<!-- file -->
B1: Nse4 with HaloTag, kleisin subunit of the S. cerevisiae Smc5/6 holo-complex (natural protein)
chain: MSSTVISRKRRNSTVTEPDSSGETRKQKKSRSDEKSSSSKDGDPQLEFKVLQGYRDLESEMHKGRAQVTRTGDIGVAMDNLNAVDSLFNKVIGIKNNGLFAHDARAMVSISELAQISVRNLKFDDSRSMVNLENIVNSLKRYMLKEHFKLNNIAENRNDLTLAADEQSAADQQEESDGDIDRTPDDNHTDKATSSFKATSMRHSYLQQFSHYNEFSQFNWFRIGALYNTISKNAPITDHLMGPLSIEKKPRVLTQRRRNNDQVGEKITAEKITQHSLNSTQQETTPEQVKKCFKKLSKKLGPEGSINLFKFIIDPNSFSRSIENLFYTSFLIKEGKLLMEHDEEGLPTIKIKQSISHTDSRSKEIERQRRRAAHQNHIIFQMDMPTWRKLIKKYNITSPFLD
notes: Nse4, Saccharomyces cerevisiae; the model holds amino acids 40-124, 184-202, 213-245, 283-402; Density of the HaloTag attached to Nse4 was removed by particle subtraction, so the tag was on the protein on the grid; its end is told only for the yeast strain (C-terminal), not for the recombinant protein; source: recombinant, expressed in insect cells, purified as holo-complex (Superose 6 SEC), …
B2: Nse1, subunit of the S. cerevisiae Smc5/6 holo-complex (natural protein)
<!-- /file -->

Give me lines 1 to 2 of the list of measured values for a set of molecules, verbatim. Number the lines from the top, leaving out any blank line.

B1: Nse4 with HaloTag, kleisin subunit of the S. cerevisiae Smc5/6 holo-complex (natural protein)
chain: MSSTVISRKRRNSTVTEPDSSGETRKQKKSRSDEKSSSSKDGDPQLEFKVLQGYRDLESEMHKGRAQVTRTGDIGVAMDNLNAVDSLFNKVIGIKNNGLFAHDARAMVSISELAQISVRNLKFDDSRSMVNLENIVNSLKRYMLKEHFKLNNIAENRNDLTLAADEQSAADQQEESDGDIDRTPDDNHTDKATSSFKATSMRHSYLQQFSHYNEFSQFNWFRIGALYNTISKNAPITDHLMGPLSIEKKPRVLTQRRRNNDQVGEKITAEKITQHSLNSTQQETTPEQVKKCFKKLSKKLGPEGSINLFKFIIDPNSFSRSIENLFYTSFLIKEGKLLMEHDEEGLPTIKIKQSISHTDSRSKEIERQRRRAAHQNHIIFQMDMPTWRKLIKKYNITSPFLD